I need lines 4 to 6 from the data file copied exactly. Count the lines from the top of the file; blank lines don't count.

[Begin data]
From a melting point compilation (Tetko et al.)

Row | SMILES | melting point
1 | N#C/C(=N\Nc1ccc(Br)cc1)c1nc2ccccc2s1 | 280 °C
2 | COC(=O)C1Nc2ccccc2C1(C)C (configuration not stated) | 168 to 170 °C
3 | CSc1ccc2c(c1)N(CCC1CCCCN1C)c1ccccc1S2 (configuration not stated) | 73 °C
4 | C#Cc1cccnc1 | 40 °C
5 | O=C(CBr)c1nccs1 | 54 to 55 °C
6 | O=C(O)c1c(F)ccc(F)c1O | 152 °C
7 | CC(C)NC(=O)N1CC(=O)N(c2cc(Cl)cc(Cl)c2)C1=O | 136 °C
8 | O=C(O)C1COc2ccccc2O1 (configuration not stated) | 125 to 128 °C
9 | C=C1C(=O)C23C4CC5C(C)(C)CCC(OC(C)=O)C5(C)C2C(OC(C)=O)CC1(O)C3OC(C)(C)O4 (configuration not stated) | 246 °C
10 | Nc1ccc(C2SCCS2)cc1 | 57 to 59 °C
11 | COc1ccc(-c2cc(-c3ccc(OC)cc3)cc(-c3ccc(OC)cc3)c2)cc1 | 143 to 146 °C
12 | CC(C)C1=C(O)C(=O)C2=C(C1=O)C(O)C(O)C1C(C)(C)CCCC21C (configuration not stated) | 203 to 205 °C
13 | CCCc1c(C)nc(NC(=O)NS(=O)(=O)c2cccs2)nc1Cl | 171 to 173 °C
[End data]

2 | COC(=O)C1Nc2ccccc2C1(C)C (configuration not stated) | 168 to 170 °C
3 | CSc1ccc2c(c1)N(CCC1CCCCN1C)c1ccccc1S2 (configuration not stated) | 73 °C
4 | C#Cc1cccnc1 | 40 °C